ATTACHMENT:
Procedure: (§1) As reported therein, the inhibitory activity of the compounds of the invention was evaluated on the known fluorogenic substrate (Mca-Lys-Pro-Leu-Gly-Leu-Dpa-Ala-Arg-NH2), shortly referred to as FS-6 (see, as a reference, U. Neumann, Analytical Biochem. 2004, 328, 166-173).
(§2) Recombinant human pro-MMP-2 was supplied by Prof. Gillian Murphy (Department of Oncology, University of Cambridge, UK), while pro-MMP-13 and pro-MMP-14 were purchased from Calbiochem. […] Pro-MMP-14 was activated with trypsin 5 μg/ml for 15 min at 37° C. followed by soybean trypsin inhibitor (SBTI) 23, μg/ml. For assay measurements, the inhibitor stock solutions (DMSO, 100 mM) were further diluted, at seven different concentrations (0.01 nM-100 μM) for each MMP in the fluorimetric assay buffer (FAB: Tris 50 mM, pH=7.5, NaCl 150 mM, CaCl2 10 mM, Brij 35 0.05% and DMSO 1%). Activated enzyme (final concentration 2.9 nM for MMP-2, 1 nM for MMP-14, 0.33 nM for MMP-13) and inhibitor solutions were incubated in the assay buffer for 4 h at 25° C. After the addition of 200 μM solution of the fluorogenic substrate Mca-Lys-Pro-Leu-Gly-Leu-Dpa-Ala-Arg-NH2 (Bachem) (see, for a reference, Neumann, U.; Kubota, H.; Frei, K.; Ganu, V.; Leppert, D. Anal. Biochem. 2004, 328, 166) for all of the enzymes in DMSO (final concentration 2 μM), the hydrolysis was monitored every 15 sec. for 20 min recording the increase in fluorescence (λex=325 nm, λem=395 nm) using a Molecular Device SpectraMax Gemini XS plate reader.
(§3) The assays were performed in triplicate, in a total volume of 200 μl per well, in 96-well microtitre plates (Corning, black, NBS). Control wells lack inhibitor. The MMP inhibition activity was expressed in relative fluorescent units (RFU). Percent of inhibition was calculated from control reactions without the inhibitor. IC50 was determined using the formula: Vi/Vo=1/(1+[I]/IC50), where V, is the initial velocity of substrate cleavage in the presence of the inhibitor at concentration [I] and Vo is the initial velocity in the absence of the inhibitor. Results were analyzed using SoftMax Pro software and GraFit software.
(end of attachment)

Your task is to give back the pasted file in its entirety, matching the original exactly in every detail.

Procedure: (§1) As reported therein, the inhibitory activity of the compounds of the invention was evaluated on the known fluorogenic substrate (Mca-Lys-Pro-Leu-Gly-Leu-Dpa-Ala-Arg-NH2), shortly referred to as FS-6 (see, as a reference, U. Neumann, Analytical Biochem. 2004, 328, 166-173).
(§2) Recombinant human pro-MMP-2 was supplied by Prof. Gillian Murphy (Department of Oncology, University of Cambridge, UK), while pro-MMP-13 and pro-MMP-14 were purchased from Calbiochem. […] Pro-MMP-14 was activated with trypsin 5 μg/ml for 15 min at 37° C. followed by soybean trypsin inhibitor (SBTI) 23, μg/ml. For assay measurements, the inhibitor stock solutions (DMSO, 100 mM) were further diluted, at seven different concentrations (0.01 nM-100 μM) for each MMP in the fluorimetric assay buffer (FAB: Tris 50 mM, pH=7.5, NaCl 150 mM, CaCl2 10 mM, Brij 35 0.05% and DMSO 1%). Activated enzyme (final concentration 2.9 nM for MMP-2, 1 nM for MMP-14, 0.33 nM for MMP-13) and inhibitor solutions were incubated in the assay buffer for 4 h at 25° C. After the addition of 200 μM solution of the fluorogenic substrate Mca-Lys-Pro-Leu-Gly-Leu-Dpa-Ala-Arg-NH2 (Bachem) (see, for a reference, Neumann, U.; Kubota, H.; Frei, K.; Ganu, V.; Leppert, D. Anal. Biochem. 2004, 328, 166) for all of the enzymes in DMSO (final concentration 2 μM), the hydrolysis was monitored every 15 sec. for 20 min recording the increase in fluorescence (λex=325 nm, λem=395 nm) using a Molecular Device SpectraMax Gemini XS plate reader.
(§3) The assays were performed in triplicate, in a total volume of 200 μl per well, in 96-well microtitre plates (Corning, black, NBS). Control wells lack inhibitor. The MMP inhibition activity was expressed in relative fluorescent units (RFU). Percent of inhibition was calculated from control reactions without the inhibitor. IC50 was determined using the formula: Vi/Vo=1/(1+[I]/IC50), where V, is the initial velocity of substrate cleavage in the presence of the inhibitor at concentration [I] and Vo is the initial velocity in the absence of the inhibitor. Results were analyzed using SoftMax Pro software and GraFit software.